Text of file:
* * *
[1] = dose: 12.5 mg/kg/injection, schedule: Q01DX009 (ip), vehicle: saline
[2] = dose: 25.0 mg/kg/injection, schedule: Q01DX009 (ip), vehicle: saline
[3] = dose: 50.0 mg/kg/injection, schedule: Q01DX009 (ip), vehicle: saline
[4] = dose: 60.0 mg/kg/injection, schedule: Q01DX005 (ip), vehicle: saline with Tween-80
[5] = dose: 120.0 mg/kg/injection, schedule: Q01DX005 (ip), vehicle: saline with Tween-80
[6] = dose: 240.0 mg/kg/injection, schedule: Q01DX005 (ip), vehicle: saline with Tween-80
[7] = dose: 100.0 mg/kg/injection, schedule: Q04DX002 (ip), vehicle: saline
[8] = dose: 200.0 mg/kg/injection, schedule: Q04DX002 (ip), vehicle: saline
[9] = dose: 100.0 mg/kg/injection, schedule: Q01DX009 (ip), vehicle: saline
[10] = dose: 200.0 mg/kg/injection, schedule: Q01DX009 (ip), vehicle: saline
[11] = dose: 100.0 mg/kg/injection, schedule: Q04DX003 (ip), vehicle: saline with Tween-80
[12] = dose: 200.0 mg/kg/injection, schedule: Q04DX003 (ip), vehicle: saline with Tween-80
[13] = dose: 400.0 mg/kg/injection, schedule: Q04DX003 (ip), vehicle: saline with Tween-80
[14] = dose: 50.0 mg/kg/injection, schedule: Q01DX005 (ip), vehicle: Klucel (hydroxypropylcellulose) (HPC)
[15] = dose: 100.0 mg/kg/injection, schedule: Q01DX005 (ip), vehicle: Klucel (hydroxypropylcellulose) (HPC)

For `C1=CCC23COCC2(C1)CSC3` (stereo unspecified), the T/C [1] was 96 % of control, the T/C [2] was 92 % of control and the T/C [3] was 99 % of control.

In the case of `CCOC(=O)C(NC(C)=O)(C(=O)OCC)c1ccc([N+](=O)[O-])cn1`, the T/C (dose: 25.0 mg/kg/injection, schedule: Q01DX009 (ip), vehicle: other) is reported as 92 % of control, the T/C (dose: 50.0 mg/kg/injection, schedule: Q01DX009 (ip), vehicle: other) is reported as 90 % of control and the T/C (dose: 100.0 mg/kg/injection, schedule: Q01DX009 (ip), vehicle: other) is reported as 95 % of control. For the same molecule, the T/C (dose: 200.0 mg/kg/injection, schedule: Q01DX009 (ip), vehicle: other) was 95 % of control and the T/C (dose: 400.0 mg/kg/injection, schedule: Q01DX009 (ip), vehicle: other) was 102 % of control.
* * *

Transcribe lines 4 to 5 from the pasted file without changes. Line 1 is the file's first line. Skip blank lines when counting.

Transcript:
[4] = dose: 60.0 mg/kg/injection, schedule: Q01DX005 (ip), vehicle: saline with Tween-80
[5] = dose: 120.0 mg/kg/injection, schedule: Q01DX005 (ip), vehicle: saline with Tween-80